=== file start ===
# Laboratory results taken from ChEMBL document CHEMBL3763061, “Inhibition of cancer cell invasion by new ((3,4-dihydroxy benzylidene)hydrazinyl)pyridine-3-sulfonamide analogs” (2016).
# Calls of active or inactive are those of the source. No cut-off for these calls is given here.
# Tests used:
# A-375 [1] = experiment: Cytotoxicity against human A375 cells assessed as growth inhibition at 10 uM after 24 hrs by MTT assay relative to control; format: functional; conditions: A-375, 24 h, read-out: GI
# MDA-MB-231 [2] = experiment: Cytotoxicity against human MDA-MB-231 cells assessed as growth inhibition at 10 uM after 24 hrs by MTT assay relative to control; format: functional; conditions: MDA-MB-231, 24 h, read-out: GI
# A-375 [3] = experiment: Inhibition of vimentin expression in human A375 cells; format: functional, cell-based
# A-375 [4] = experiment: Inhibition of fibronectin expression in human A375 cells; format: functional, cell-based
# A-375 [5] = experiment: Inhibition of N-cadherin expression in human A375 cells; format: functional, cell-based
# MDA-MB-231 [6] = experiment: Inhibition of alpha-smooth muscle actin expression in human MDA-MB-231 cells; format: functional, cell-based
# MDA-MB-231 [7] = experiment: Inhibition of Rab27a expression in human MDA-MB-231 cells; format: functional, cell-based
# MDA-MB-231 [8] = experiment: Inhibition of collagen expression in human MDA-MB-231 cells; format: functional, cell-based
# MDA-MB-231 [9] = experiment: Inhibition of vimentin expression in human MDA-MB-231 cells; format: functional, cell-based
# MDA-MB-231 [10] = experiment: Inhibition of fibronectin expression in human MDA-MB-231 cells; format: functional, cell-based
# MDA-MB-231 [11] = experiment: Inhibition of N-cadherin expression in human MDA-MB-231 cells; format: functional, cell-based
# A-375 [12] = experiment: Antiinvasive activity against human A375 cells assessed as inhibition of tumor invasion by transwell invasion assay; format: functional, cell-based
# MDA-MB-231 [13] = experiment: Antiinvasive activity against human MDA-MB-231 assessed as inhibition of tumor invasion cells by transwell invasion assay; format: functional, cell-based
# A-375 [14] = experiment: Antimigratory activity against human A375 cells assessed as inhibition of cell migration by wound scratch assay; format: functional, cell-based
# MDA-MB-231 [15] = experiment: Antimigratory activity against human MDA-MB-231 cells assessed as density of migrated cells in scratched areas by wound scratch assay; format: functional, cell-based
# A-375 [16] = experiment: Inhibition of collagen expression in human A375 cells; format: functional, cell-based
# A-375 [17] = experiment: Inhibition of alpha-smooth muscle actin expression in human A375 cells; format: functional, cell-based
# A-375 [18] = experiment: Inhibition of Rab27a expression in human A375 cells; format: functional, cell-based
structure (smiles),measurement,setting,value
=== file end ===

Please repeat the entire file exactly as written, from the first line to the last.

# Laboratory results taken from ChEMBL document CHEMBL3763061, “Inhibition of cancer cell invasion by new ((3,4-dihydroxy benzylidene)hydrazinyl)pyridine-3-sulfonamide analogs” (2016).
# Calls of active or inactive are those of the source. No cut-off for these calls is given here.
# Tests used:
# A-375 [1] = experiment: Cytotoxicity against human A375 cells assessed as growth inhibition at 10 uM after 24 hrs by MTT assay relative to control; format: functional; conditions: A-375, 24 h, read-out: GI
# MDA-MB-231 [2] = experiment: Cytotoxicity against human MDA-MB-231 cells assessed as growth inhibition at 10 uM after 24 hrs by MTT assay relative to control; format: functional; conditions: MDA-MB-231, 24 h, read-out: GI
# A-375 [3] = experiment: Inhibition of vimentin expression in human A375 cells; format: functional, cell-based
# A-375 [4] = experiment: Inhibition of fibronectin expression in human A375 cells; format: functional, cell-based
# A-375 [5] = experiment: Inhibition of N-cadherin expression in human A375 cells; format: functional, cell-based
# MDA-MB-231 [6] = experiment: Inhibition of alpha-smooth muscle actin expression in human MDA-MB-231 cells; format: functional, cell-based
# MDA-MB-231 [7] = experiment: Inhibition of Rab27a expression in human MDA-MB-231 cells; format: functional, cell-based
# MDA-MB-231 [8] = experiment: Inhibition of collagen expression in human MDA-MB-231 cells; format: functional, cell-based
# MDA-MB-231 [9] = experiment: Inhibition of vimentin expression in human MDA-MB-231 cells; format: functional, cell-based
# MDA-MB-231 [10] = experiment: Inhibition of fibronectin expression in human MDA-MB-231 cells; format: functional, cell-based
# MDA-MB-231 [11] = experiment: Inhibition of N-cadherin expression in human MDA-MB-231 cells; format: functional, cell-based
# A-375 [12] = experiment: Antiinvasive activity against human A375 cells assessed as inhibition of tumor invasion by transwell invasion assay; format: functional, cell-based
# MDA-MB-231 [13] = experiment: Antiinvasive activity against human MDA-MB-231 assessed as inhibition of tumor invasion cells by transwell invasion assay; format: functional, cell-based
# A-375 [14] = experiment: Antimigratory activity against human A375 cells assessed as inhibition of cell migration by wound scratch assay; format: functional, cell-based
# MDA-MB-231 [15] = experiment: Antimigratory activity against human MDA-MB-231 cells assessed as density of migrated cells in scratched areas by wound scratch assay; format: functional, cell-based
# A-375 [16] = experiment: Inhibition of collagen expression in human A375 cells; format: functional, cell-based
# A-375 [17] = experiment: Inhibition of alpha-smooth muscle actin expression in human A375 cells; format: functional, cell-based
# A-375 [18] = experiment: Inhibition of Rab27a expression in human A375 cells; format: functional, cell-based
structure (smiles),measurement,setting,value